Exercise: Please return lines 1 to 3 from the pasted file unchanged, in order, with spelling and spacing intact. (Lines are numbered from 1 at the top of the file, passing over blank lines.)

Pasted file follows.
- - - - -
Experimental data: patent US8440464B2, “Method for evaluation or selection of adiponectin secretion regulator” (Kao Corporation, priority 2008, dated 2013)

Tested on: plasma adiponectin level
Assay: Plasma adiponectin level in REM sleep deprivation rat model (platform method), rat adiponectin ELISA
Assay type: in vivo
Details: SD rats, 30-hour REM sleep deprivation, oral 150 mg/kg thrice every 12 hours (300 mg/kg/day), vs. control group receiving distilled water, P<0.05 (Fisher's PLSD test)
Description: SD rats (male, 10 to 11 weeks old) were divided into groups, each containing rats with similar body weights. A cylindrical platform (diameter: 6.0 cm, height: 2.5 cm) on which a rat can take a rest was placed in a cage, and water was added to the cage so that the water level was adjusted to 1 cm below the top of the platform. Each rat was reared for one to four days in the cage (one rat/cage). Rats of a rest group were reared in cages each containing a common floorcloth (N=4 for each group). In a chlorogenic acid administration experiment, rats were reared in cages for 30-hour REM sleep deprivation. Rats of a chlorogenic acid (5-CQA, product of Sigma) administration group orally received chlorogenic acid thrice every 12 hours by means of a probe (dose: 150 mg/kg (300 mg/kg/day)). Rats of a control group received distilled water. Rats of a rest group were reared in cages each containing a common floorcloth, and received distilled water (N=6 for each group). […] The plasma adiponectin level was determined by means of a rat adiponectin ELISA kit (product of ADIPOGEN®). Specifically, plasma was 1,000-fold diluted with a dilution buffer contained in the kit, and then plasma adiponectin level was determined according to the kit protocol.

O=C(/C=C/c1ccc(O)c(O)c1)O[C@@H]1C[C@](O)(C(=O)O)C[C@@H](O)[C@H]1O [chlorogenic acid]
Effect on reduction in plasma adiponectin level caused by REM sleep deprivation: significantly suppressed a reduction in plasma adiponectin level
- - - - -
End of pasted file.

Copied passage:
Experimental data: patent US8440464B2, “Method for evaluation or selection of adiponectin secretion regulator” (Kao Corporation, priority 2008, dated 2013)

Tested on: plasma adiponectin level
Assay: Plasma adiponectin level in REM sleep deprivation rat model (platform method), rat adiponectin ELISA